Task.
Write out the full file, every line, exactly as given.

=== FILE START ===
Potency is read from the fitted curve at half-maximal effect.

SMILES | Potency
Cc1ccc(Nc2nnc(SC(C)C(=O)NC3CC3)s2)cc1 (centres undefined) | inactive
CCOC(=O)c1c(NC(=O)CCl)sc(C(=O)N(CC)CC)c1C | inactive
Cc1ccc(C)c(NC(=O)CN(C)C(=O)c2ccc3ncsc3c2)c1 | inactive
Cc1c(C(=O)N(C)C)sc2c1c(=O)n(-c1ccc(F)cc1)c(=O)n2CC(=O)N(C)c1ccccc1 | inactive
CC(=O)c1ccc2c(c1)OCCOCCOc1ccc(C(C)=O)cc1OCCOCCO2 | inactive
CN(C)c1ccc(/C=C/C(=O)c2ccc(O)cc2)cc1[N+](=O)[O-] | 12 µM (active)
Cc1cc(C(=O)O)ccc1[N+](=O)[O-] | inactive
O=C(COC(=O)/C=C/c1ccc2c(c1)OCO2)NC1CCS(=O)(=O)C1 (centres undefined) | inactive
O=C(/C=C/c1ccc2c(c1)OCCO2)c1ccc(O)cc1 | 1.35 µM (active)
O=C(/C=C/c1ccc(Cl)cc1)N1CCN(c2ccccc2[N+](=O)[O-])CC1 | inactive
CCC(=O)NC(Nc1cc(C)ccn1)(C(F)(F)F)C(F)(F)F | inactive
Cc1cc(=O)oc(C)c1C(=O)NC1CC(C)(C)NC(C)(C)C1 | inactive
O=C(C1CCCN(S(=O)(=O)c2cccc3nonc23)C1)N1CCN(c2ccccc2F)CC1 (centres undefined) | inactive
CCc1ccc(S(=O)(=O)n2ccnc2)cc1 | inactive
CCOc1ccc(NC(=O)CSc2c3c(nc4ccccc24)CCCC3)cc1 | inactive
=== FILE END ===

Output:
Potency is read from the fitted curve at half-maximal effect.

SMILES | Potency
Cc1ccc(Nc2nnc(SC(C)C(=O)NC3CC3)s2)cc1 (centres undefined) | inactive
CCOC(=O)c1c(NC(=O)CCl)sc(C(=O)N(CC)CC)c1C | inactive
Cc1ccc(C)c(NC(=O)CN(C)C(=O)c2ccc3ncsc3c2)c1 | inactive
Cc1c(C(=O)N(C)C)sc2c1c(=O)n(-c1ccc(F)cc1)c(=O)n2CC(=O)N(C)c1ccccc1 | inactive
CC(=O)c1ccc2c(c1)OCCOCCOc1ccc(C(C)=O)cc1OCCOCCO2 | inactive
CN(C)c1ccc(/C=C/C(=O)c2ccc(O)cc2)cc1[N+](=O)[O-] | 12 µM (active)
Cc1cc(C(=O)O)ccc1[N+](=O)[O-] | inactive
O=C(COC(=O)/C=C/c1ccc2c(c1)OCO2)NC1CCS(=O)(=O)C1 (centres undefined) | inactive
O=C(/C=C/c1ccc2c(c1)OCCO2)c1ccc(O)cc1 | 1.35 µM (active)
O=C(/C=C/c1ccc(Cl)cc1)N1CCN(c2ccccc2[N+](=O)[O-])CC1 | inactive
CCC(=O)NC(Nc1cc(C)ccn1)(C(F)(F)F)C(F)(F)F | inactive
Cc1cc(=O)oc(C)c1C(=O)NC1CC(C)(C)NC(C)(C)C1 | inactive
O=C(C1CCCN(S(=O)(=O)c2cccc3nonc23)C1)N1CCN(c2ccccc2F)CC1 (centres undefined) | inactive
CCc1ccc(S(=O)(=O)n2ccnc2)cc1 | inactive
CCOc1ccc(NC(=O)CSc2c3c(nc4ccccc24)CCCC3)cc1 | inactive